Follow Unisys on Twitter and LinkedIn.

Nick Miles, Unisys, 07808-391-543

Alex Brooks, Octopus Group for Unisys, 08453-700-655


Unisys and other Unisys products and services mentioned herein, as well as their respective logos, are trademarks or registered trademarks of Unisys Corporation. Any other brand or product referenced herein is acknowledged to be a trademark or registered trademark of its respective holder.



Swiss local: Swiss Post, Swiss WorldCargo and Matternet start drone tests

Press release:
Swiss Post, Swiss WorldCargo and Matternet start drone tests

Communication dated 07.07.2015

For video go to: 


Swiss Post, Swiss WorldCargo and Matternet are jointly testing the commercial use of logistics drones. The three companies are investigating specific uses of drone technology and examining the cost-effectiveness of these business ideas. They will be carrying out drone tests in July 2015 for this purpose. The widespread use of drones is not expected within the next five years. The focus is primarily on their use in exceptional cases or the transport of special items.


In spring 2015, Swiss Post, Swiss WorldCargo (the air freight division of Swiss International Air Lines) and Matternet (a logistics drone manufacturer based in California) joined forces to test the practical use of drones in logistics. The possible areas of application offered by drone technology are very diverse, ranging from delivery to peripheral areas to the express delivery of goods. Until the time of their realistic commercial use in around five years, there are various requirements which need to be clarified. This includes the regulatory framework. In addition, there are technical restrictions with the drones of today, such as limited battery life.

Use in emergency situations conceivable

With these tests, the partners are pursuing the aim of playing a leading role in this significant development and pinpointing the technical possibilities and their own needs at an early stage. From today’s point of view, the use of drones in emergency situations is conceivable. This could, for example, involve bringing supplies to an area that has been cut off from the outside world following a storm. Another realistic possibility is the urgent transport of consignments with the highest priority, such as laboratory tests. Which specific uses will prevail depends on how quickly the regulatory requirements are clarified and technical obstacles dismantled.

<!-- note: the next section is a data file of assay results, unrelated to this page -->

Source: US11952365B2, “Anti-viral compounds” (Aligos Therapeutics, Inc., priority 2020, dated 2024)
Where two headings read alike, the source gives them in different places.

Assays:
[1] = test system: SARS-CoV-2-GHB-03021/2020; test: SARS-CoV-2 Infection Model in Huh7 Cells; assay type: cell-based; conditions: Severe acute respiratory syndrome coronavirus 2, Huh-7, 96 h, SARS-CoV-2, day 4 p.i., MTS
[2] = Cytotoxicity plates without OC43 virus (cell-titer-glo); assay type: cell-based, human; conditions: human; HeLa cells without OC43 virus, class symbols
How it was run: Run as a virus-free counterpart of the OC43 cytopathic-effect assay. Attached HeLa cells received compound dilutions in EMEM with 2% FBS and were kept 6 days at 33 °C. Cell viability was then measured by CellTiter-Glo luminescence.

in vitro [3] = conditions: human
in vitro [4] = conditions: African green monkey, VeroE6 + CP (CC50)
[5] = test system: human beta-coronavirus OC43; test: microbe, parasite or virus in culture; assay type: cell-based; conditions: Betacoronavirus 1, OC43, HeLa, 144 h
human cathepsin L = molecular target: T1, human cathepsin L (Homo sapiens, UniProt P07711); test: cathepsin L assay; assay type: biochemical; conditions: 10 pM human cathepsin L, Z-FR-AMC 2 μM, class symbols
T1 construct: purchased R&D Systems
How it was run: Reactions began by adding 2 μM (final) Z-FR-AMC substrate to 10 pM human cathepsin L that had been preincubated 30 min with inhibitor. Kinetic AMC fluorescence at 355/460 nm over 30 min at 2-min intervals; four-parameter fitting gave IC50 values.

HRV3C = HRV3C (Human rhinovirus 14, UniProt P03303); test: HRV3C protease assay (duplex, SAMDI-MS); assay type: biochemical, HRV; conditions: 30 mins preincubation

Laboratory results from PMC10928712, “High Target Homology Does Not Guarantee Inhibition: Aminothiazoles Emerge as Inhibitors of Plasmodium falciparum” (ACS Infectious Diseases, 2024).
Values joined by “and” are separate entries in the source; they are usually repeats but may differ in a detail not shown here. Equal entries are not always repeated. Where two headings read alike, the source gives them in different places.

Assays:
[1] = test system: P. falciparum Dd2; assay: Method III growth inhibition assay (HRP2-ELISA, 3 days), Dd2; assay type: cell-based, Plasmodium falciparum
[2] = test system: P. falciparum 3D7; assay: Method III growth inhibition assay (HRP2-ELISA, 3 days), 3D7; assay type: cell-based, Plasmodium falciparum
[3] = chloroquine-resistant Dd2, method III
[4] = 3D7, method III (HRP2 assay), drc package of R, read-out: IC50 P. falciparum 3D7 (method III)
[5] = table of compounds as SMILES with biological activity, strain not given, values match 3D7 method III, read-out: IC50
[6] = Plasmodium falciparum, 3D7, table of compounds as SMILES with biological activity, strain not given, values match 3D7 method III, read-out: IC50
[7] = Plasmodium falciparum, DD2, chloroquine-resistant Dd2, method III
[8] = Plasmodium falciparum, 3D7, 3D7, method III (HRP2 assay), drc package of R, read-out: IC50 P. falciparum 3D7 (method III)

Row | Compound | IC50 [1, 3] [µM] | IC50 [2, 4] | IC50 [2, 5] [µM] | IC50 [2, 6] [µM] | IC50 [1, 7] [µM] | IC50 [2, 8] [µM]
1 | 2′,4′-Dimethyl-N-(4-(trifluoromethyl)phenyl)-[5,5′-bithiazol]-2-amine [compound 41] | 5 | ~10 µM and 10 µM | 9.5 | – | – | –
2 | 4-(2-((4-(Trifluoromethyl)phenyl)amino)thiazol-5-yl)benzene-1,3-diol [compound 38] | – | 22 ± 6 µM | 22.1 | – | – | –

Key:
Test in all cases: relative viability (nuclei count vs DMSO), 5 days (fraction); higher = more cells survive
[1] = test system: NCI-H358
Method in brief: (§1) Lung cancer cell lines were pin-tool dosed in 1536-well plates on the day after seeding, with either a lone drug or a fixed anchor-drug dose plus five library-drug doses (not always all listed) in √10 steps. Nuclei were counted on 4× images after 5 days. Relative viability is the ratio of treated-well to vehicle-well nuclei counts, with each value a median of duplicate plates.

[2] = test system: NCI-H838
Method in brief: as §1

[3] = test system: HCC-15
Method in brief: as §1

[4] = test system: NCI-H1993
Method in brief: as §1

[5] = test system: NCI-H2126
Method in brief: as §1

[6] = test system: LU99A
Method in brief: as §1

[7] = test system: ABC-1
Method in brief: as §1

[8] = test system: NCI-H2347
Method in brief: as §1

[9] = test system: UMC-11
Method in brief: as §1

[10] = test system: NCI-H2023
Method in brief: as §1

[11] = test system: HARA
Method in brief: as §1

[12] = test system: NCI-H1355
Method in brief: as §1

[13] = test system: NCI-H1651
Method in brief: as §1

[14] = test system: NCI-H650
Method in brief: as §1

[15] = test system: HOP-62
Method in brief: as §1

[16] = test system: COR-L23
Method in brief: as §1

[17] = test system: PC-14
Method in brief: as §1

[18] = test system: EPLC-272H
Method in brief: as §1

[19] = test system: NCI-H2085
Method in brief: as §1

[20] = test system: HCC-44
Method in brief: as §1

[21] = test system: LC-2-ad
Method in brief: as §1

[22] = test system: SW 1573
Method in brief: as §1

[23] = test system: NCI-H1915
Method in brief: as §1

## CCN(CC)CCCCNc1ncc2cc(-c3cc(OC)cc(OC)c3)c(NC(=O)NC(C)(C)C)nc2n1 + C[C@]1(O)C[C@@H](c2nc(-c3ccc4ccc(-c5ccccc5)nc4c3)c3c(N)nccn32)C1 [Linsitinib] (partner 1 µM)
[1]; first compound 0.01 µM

Drone model to be initially used

The business partners will test several Matternet ONE vehicles. The flying device is specially designed for transporting small deliveries and it is extremely simple to operate. Matternet ONE will be used for the first time together with our partners as part of the tests. The drone has an extremely light construction and is capable of transporting loads of up to 1 kilogram over more than 10 kilometres with a single battery charge. Matternet ONE flies autonomously, following clearly defined, secure flight paths, which are drawn up by cloud software developed by Matternet.



USA local: Helicopter Safety in the Age of the Drone

Press release: Helicopter Safety in the Age of the Drone

July 13, 2015

The University of Chicago Aeromedical Network (UCAN), Air Methods, and several other medical-flight associations are working with the national MedEvac Foundation to present the Great American Safety Drive, a Chicago-based educational event about "Flying Safely in a Shared Space: Manned and Unmanned Aircraft."

The program will focus on growing concerns about the safety of medical helicopter flights in a time of rapid increases in unregulated and unmanned flights. It includes safety presentations, drone demonstration, medical helicopters and a tour of the new corporate-helicopter facility.